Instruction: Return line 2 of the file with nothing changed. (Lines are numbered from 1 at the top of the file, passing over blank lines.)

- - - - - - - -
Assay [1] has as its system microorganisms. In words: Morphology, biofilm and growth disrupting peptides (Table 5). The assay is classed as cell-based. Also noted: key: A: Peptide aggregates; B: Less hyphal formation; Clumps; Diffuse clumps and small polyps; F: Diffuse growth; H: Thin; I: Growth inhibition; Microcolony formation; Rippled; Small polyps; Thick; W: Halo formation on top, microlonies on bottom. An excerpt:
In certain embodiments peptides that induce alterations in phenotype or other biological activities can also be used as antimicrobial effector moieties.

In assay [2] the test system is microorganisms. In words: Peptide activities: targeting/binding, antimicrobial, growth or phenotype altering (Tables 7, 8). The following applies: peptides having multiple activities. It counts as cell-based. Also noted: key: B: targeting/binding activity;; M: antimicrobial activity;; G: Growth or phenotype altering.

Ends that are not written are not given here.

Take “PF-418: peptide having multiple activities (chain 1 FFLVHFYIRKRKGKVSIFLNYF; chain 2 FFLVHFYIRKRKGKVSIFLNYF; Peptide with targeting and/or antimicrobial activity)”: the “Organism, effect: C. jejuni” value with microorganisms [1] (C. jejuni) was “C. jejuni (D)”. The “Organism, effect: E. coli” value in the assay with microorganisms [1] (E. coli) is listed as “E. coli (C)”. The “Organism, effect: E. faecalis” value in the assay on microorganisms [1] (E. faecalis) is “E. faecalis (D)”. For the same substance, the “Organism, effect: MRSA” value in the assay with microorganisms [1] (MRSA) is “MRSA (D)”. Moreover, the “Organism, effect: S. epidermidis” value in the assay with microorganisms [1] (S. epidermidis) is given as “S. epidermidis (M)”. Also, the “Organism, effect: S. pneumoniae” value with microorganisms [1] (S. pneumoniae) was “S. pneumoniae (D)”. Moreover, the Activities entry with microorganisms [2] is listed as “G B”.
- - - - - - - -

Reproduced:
In certain embodiments peptides that induce alterations in phenotype or other biological activities can also be used as antimicrobial effector moieties.